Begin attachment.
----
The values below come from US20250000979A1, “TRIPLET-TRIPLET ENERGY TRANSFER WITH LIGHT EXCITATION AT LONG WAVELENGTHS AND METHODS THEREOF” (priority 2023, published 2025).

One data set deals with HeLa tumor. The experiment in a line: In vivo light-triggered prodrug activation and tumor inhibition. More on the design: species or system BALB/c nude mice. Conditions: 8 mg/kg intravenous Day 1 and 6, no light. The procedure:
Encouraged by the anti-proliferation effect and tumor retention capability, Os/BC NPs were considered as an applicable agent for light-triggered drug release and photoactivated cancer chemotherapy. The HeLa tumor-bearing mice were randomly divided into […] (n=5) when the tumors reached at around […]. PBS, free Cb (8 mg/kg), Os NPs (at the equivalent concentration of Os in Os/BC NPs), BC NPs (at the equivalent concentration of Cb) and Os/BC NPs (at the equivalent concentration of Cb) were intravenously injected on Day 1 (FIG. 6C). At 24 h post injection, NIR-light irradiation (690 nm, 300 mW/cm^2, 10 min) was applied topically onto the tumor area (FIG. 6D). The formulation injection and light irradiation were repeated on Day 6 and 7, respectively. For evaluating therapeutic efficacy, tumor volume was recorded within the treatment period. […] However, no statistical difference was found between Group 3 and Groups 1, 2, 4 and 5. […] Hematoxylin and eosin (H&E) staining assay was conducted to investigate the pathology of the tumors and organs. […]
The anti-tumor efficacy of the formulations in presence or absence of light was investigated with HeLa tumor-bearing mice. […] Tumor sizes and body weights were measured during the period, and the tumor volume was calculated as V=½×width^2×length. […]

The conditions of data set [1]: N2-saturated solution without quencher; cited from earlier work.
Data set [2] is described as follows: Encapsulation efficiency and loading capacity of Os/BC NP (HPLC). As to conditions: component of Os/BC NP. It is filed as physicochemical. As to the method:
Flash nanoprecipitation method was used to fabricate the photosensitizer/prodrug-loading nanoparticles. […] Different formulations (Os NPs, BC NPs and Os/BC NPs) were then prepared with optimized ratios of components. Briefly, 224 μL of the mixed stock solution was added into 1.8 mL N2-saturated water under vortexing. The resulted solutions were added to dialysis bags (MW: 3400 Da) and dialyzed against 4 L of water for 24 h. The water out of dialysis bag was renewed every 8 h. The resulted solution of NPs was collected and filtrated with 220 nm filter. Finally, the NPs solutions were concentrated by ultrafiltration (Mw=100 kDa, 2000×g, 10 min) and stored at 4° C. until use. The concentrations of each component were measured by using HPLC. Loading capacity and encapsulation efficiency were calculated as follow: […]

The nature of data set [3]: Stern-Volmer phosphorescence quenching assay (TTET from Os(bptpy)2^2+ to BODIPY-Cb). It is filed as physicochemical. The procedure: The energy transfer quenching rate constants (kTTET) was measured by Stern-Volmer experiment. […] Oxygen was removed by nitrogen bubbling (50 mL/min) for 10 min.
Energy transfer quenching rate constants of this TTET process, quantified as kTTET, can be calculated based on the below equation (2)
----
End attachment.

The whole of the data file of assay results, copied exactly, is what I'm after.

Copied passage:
The values below come from US20250000979A1, “TRIPLET-TRIPLET ENERGY TRANSFER WITH LIGHT EXCITATION AT LONG WAVELENGTHS AND METHODS THEREOF” (priority 2023, published 2025).

One data set deals with HeLa tumor. The experiment in a line: In vivo light-triggered prodrug activation and tumor inhibition. More on the design: species or system BALB/c nude mice. Conditions: 8 mg/kg intravenous Day 1 and 6, no light. The procedure:
Encouraged by the anti-proliferation effect and tumor retention capability, Os/BC NPs were considered as an applicable agent for light-triggered drug release and photoactivated cancer chemotherapy. The HeLa tumor-bearing mice were randomly divided into […] (n=5) when the tumors reached at around […]. PBS, free Cb (8 mg/kg), Os NPs (at the equivalent concentration of Os in Os/BC NPs), BC NPs (at the equivalent concentration of Cb) and Os/BC NPs (at the equivalent concentration of Cb) were intravenously injected on Day 1 (FIG. 6C). At 24 h post injection, NIR-light irradiation (690 nm, 300 mW/cm^2, 10 min) was applied topically onto the tumor area (FIG. 6D). The formulation injection and light irradiation were repeated on Day 6 and 7, respectively. For evaluating therapeutic efficacy, tumor volume was recorded within the treatment period. […] However, no statistical difference was found between Group 3 and Groups 1, 2, 4 and 5. […] Hematoxylin and eosin (H&E) staining assay was conducted to investigate the pathology of the tumors and organs. […]
The anti-tumor efficacy of the formulations in presence or absence of light was investigated with HeLa tumor-bearing mice. […] Tumor sizes and body weights were measured during the period, and the tumor volume was calculated as V=½×width^2×length. […]

The conditions of data set [1]: N2-saturated solution without quencher; cited from earlier work.
Data set [2] is described as follows: Encapsulation efficiency and loading capacity of Os/BC NP (HPLC). As to conditions: component of Os/BC NP. It is filed as physicochemical. As to the method:
Flash nanoprecipitation method was used to fabricate the photosensitizer/prodrug-loading nanoparticles. […] Different formulations (Os NPs, BC NPs and Os/BC NPs) were then prepared with optimized ratios of components. Briefly, 224 μL of the mixed stock solution was added into 1.8 mL N2-saturated water under vortexing. The resulted solutions were added to dialysis bags (MW: 3400 Da) and dialyzed against 4 L of water for 24 h. The water out of dialysis bag was renewed every 8 h. The resulted solution of NPs was collected and filtrated with 220 nm filter. Finally, the NPs solutions were concentrated by ultrafiltration (Mw=100 kDa, 2000×g, 10 min) and stored at 4° C. until use. The concentrations of each component were measured by using HPLC. Loading capacity and encapsulation efficiency were calculated as follow: […]

The nature of data set [3]: Stern-Volmer phosphorescence quenching assay (TTET from Os(bptpy)2^2+ to BODIPY-Cb). It is filed as physicochemical. The procedure: The energy transfer quenching rate constants (kTTET) was measured by Stern-Volmer experiment. […] Oxygen was removed by nitrogen bubbling (50 mL/min) for 10 min.
Energy transfer quenching rate constants of this TTET process, quantified as kTTET, can be calculated based on the below equation (2)